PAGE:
pursuant to the NHPA. 27
As an initial matter, the Court notes that
the crucial inquiry in this respect, i.e., whether Section 106 of
the NHPA confers a private right of action, is one that the First
Circuit Court of Appeals has not yet answered. 28
this Court is ultimately persuaded by the reasoning of courts that
have answered this question in the negative. 29
In Karst Environmental Education and Protection, Inc. v. EPA,
475 F.3d 1291, 1295 (D.C. Cir. 2007), and San Carlos Apache Tribe
v. United States, 417 F.3d 1091, 1099 (9th Cir. 2005), the D.C.
Circuit Court of Appeals and the Ninth Circuit Court of Appeals
held that Section 106 of the NHPA confers no private right of
I note that, despite some murkiness in the law as to whether
dismissal based on the absence of a private right of action should
be for failure to state a claim or lack of jurisdiction, I am
confident that such a claim is properly disposed of by way of a
Rule 12(b)(6) motion.
See Arroyo-Torres v. Ponce Fed. Bank,
F.B.S., 918 F.2d 276, 280 (1st Cir. 1990).
See, e.g., Narragansett Indian Tribe v. Warwick Sewer
Auth., 334 F.3d 161, 166 n.4 (1st Cir. 2003) (assuming, without
deciding, that NHPA bestows private right of action).
See, e.g., Karst Envtl. Educ. and Prot., Inc. v. EPA, 475
F.3d 1291, 1295 (D.C. Cir. 2007); San Carlos Apache Tribe v. United
States, 417 F.3d 1091, 1099 (9th Cir. 2005); Friends of Hamilton
Grange v. Salazar, No. 08 Civ. 5220, 2009 WL 650262, at *20
Central to the Ninth Circuit’s holding in San Carlos
Apache Tribe was its reliance on the United States Supreme Court’s
decision in Alexander v. Sandoval, 532 U.S. 275 (2001), in which
the Court held that § 602 of Title VI of the Civil Rights Act of
1964 did not confer a private right of action.
Sandoval, the Supreme Court declared that, “[s]tatutes that focus
on the person regulated rather than the individuals protected
particular class of persons.’” 30
In gleaning no congressional
intent to create a private right of action with respect to § 602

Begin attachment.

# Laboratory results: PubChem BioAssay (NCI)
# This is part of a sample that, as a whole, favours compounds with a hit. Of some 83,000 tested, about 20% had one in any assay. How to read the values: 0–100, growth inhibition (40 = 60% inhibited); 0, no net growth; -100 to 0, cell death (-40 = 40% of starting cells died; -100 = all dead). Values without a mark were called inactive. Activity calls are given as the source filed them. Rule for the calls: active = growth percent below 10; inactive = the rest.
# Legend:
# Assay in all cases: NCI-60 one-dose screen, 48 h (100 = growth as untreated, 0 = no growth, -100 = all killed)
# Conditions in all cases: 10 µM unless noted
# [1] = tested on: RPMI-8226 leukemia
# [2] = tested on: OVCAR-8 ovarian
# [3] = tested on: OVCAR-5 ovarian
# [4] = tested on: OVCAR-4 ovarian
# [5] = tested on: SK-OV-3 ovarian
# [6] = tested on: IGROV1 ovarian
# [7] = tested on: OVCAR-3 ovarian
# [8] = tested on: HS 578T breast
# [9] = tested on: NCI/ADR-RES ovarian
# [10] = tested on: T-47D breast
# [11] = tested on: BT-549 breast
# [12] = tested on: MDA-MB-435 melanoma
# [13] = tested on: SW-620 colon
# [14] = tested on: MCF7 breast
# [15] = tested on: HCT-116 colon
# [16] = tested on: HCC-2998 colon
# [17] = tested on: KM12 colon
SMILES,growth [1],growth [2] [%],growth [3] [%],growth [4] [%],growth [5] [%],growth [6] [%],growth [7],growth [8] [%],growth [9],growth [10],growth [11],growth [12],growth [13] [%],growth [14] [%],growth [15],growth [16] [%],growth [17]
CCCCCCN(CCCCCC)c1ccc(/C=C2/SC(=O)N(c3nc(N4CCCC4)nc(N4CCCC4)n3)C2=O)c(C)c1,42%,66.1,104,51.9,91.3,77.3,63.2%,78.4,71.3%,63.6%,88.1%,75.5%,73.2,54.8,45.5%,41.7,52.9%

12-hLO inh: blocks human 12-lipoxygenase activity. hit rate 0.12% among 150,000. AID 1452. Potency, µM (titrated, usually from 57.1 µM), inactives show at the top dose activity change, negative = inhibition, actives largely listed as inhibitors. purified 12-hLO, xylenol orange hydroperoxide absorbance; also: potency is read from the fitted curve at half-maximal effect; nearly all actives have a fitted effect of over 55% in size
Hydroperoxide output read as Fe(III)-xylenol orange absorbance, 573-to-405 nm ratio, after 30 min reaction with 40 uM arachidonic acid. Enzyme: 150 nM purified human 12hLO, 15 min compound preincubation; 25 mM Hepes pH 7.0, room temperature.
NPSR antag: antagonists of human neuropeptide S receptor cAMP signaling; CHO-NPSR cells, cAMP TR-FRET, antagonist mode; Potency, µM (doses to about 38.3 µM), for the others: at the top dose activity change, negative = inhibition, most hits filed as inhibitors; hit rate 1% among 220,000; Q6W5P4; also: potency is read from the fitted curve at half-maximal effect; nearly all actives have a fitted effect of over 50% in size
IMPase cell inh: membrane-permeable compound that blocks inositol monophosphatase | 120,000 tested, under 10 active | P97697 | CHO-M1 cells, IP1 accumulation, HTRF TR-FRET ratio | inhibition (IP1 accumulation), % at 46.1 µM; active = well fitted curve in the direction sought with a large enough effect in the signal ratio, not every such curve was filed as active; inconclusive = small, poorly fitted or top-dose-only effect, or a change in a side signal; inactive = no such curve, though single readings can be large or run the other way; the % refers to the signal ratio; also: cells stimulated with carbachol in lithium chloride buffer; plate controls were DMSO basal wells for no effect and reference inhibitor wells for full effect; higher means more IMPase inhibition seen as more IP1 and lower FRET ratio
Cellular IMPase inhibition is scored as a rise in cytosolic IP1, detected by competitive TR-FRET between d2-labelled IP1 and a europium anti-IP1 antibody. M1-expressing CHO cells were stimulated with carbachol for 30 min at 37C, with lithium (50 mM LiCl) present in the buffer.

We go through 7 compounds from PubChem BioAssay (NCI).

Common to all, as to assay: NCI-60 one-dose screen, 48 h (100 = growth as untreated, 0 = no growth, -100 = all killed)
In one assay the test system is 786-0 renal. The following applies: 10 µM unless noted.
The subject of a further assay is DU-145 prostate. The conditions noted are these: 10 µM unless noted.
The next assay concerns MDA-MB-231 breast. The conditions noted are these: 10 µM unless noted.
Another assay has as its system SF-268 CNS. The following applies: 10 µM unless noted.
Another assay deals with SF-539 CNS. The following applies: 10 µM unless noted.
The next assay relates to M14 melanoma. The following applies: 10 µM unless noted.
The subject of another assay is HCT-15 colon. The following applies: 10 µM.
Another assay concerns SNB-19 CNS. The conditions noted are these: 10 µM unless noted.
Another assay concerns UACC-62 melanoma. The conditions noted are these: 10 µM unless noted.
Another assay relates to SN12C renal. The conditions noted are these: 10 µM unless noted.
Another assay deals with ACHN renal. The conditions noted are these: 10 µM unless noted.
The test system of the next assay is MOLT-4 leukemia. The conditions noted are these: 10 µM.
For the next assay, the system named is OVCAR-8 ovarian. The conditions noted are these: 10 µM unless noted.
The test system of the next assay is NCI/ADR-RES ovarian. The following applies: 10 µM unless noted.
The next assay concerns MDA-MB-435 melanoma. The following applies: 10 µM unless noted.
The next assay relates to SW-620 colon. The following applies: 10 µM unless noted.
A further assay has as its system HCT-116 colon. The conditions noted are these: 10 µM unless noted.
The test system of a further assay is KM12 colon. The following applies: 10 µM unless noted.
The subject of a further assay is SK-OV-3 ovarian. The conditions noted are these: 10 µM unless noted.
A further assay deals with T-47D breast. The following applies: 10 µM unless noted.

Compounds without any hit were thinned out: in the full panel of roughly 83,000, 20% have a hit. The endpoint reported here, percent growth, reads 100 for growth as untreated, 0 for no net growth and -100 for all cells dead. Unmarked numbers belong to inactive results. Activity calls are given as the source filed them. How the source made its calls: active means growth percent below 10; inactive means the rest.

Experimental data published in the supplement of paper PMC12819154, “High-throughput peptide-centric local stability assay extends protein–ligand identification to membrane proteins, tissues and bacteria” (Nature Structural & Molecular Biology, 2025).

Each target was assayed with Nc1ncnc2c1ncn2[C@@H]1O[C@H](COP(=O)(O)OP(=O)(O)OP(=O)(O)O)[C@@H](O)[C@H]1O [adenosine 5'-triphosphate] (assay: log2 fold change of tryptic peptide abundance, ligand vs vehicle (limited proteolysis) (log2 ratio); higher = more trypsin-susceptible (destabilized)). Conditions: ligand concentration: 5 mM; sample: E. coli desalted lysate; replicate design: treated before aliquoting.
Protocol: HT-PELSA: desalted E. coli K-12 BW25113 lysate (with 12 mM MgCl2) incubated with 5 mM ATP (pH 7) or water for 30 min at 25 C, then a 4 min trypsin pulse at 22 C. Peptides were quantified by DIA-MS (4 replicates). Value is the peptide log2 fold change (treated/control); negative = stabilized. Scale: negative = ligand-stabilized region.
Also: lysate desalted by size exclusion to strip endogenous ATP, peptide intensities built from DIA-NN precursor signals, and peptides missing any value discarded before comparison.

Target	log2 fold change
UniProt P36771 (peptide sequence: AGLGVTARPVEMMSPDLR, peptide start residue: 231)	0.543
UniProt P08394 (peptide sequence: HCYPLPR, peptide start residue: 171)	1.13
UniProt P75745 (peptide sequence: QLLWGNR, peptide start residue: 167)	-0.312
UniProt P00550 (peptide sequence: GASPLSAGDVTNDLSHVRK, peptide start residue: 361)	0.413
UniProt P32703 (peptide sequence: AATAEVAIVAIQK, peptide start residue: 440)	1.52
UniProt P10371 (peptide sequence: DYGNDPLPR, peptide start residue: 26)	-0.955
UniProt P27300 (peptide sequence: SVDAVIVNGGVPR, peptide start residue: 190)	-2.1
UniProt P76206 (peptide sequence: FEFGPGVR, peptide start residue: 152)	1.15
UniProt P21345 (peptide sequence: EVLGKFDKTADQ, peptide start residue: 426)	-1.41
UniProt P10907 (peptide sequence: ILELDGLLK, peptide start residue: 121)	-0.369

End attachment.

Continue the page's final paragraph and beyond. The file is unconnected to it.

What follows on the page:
of Title VI of the Civil Rights Act, the Court added:
602 is yet a step further removed: It focuses neither on the
individuals protected nor even on the funding recipients being
regulated, but on the agencies that will do the regulating.” 31
Ninth Circuit in San Carlos Apache Tribe relied on this very
distinction and held that, like § 602 of Title VI of the Civil
Rights Act, “[t]he thrust of § 106 is not directed to individuals
dictates, but rather, . . . to the persons regulated.” 32
532 U.S. at 289 (quoting California v. Sierra Club, 451
U.S. 287, 294 (1981)).
Id. (emphasis added).
San Carlos Apache Tribe, 417 F.3d at 1095.
bolster its conclusion that the NHPA does not confer a private
right of action, the Ninth Circuit analogized the NHPA to its
The Court is satisfied, then, that § 106 of the NHPA does not
confer a private right of action. 33
Therefore, because the NHPA
does not provide a private right of action and thus Plaintiff
Plaintiff’s additional arguments. Plaintiff fails to state a claim
upon which relief can be granted such that State Defendants’ Motion
To Dismiss is hereby GRANTED.
“close statutory analog,” the National Environmental Policy Act
(“NEPA”), 42 U.S.C. §§ 4321-4370. Id. at 1097-98. Distilled to
its essence, the Ninth Circuit emphasized that like NEPA, NHPA’s
“stop, look, and listen” obligation is imposed upon government
agencies, rather than private persons, which militates against
implying a private right of action.
Notably, the First
Circuit Court of Appeals recently reaffirmed its express holding
that “NEPA provides no right of action at all.”
Portsmouth, 813 F.3d at 62.
This Court acknowledges that certain courts have disagreed
with this conclusion, having found that the NHPA confers a private
right of action. See, e.g., Boarhead Corp. v. Erickson, 923 F.2d
1011, 1017 (3rd Cir. 1991); Vieux Carre Prop. Owners, Residents &
Assocs. v. Brown, 875 F.2d 453, 458 (5th Cir. 1989).
decisions came before the Supreme Court’s guidance in Sandoval,
which casts a shadow over them. Indeed, more recently the Fifth
Circuit Court of Appeals, while noting it was bound by its prior
decision, acknowledged that, “the Supreme Court’s recent
jurisprudence casts serious doubt on the continued viability of
the private right of action under the NHPA.” Friends of St. Xavier
Cabrini Church v. FEMA, 658 F.3d 460, 466 n.2 (5th Cir. 2011).
Accordingly, Federal Defendants’ Motion To Dismiss (ECF No.
18) and State Defendants’ Motion To Dismiss (ECF No. 19) are hereby
IT IS SO ORDERED.
William E. Smith
Date: September 11, 2017